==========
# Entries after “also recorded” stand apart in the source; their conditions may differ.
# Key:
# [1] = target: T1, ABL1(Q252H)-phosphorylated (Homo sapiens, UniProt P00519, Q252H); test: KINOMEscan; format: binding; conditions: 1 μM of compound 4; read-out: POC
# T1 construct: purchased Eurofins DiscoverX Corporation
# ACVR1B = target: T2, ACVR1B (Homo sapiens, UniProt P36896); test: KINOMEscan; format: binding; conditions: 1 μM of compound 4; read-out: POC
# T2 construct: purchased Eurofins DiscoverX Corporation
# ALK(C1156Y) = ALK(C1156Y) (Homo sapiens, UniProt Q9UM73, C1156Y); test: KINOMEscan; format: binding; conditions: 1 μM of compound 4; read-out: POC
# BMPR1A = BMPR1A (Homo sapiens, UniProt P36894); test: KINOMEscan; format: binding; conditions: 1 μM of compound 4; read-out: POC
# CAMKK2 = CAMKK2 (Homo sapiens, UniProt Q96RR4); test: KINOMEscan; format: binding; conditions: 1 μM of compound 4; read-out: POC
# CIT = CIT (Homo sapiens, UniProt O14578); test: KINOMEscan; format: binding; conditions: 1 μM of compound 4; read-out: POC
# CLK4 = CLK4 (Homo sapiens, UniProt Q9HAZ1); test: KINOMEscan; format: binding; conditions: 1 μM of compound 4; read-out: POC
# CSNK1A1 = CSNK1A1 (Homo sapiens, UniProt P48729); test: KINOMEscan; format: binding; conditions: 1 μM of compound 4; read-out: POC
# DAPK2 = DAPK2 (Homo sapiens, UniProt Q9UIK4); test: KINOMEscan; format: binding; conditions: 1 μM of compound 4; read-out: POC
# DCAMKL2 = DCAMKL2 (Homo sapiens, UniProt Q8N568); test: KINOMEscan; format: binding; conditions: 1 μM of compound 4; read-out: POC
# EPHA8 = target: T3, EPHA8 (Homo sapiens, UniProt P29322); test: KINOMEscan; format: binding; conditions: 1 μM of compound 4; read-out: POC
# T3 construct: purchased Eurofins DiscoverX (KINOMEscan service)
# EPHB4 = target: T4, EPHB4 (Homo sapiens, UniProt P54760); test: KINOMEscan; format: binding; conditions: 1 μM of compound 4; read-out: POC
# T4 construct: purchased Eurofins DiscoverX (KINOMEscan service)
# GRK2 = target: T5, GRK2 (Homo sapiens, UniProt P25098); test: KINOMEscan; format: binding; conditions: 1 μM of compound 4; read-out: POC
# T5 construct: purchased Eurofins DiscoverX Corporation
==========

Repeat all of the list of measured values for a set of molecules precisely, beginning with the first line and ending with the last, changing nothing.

# Entries after “also recorded” stand apart in the source; their conditions may differ.
# Key:
# [1] = target: T1, ABL1(Q252H)-phosphorylated (Homo sapiens, UniProt P00519, Q252H); test: KINOMEscan; format: binding; conditions: 1 μM of compound 4; read-out: POC
# T1 construct: purchased Eurofins DiscoverX Corporation
# ACVR1B = target: T2, ACVR1B (Homo sapiens, UniProt P36896); test: KINOMEscan; format: binding; conditions: 1 μM of compound 4; read-out: POC
# T2 construct: purchased Eurofins DiscoverX Corporation
# ALK(C1156Y) = ALK(C1156Y) (Homo sapiens, UniProt Q9UM73, C1156Y); test: KINOMEscan; format: binding; conditions: 1 μM of compound 4; read-out: POC
# BMPR1A = BMPR1A (Homo sapiens, UniProt P36894); test: KINOMEscan; format: binding; conditions: 1 μM of compound 4; read-out: POC
# CAMKK2 = CAMKK2 (Homo sapiens, UniProt Q96RR4); test: KINOMEscan; format: binding; conditions: 1 μM of compound 4; read-out: POC
# CIT = CIT (Homo sapiens, UniProt O14578); test: KINOMEscan; format: binding; conditions: 1 μM of compound 4; read-out: POC
# CLK4 = CLK4 (Homo sapiens, UniProt Q9HAZ1); test: KINOMEscan; format: binding; conditions: 1 μM of compound 4; read-out: POC
# CSNK1A1 = CSNK1A1 (Homo sapiens, UniProt P48729); test: KINOMEscan; format: binding; conditions: 1 μM of compound 4; read-out: POC
# DAPK2 = DAPK2 (Homo sapiens, UniProt Q9UIK4); test: KINOMEscan; format: binding; conditions: 1 μM of compound 4; read-out: POC
# DCAMKL2 = DCAMKL2 (Homo sapiens, UniProt Q8N568); test: KINOMEscan; format: binding; conditions: 1 μM of compound 4; read-out: POC
# EPHA8 = target: T3, EPHA8 (Homo sapiens, UniProt P29322); test: KINOMEscan; format: binding; conditions: 1 μM of compound 4; read-out: POC
# T3 construct: purchased Eurofins DiscoverX (KINOMEscan service)
# EPHB4 = target: T4, EPHB4 (Homo sapiens, UniProt P54760); test: KINOMEscan; format: binding; conditions: 1 μM of compound 4; read-out: POC
# T4 construct: purchased Eurofins DiscoverX (KINOMEscan service)
# GRK2 = target: T5, GRK2 (Homo sapiens, UniProt P25098); test: KINOMEscan; format: binding; conditions: 1 μM of compound 4; read-out: POC
# T5 construct: purchased Eurofins DiscoverX Corporation